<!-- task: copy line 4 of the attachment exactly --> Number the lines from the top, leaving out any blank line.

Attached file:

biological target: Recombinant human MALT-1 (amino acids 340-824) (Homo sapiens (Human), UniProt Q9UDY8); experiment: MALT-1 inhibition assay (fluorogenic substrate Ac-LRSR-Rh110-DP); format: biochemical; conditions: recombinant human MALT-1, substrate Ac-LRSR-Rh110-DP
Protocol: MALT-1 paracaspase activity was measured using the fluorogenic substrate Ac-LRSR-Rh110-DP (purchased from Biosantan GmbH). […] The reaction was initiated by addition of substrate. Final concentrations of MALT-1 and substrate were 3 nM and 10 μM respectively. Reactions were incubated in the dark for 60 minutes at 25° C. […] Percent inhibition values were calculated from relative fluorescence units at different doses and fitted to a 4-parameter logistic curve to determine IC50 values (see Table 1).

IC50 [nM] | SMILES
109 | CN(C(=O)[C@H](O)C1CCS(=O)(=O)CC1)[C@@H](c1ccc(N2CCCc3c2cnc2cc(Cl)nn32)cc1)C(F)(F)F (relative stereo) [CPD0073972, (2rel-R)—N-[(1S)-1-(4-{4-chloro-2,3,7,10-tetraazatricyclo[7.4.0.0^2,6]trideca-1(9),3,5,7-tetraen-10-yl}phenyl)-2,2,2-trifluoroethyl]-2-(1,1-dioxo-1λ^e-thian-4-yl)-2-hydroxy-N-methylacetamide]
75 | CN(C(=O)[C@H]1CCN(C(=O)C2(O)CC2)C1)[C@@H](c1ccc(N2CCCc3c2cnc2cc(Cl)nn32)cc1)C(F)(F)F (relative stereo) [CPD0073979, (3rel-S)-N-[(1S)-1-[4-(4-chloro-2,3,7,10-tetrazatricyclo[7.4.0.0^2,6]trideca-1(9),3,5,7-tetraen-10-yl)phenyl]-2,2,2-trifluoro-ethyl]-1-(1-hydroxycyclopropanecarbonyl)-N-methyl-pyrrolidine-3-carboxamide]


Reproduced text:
109 | CN(C(=O)[C@H](O)C1CCS(=O)(=O)CC1)[C@@H](c1ccc(N2CCCc3c2cnc2cc(Cl)nn32)cc1)C(F)(F)F (relative stereo) [CPD0073972, (2rel-R)—N-[(1S)-1-(4-{4-chloro-2,3,7,10-tetraazatricyclo[7.4.0.0^2,6]trideca-1(9),3,5,7-tetraen-10-yl}phenyl)-2,2,2-trifluoroethyl]-2-(1,1-dioxo-1λ^e-thian-4-yl)-2-hydroxy-N-methylacetamide]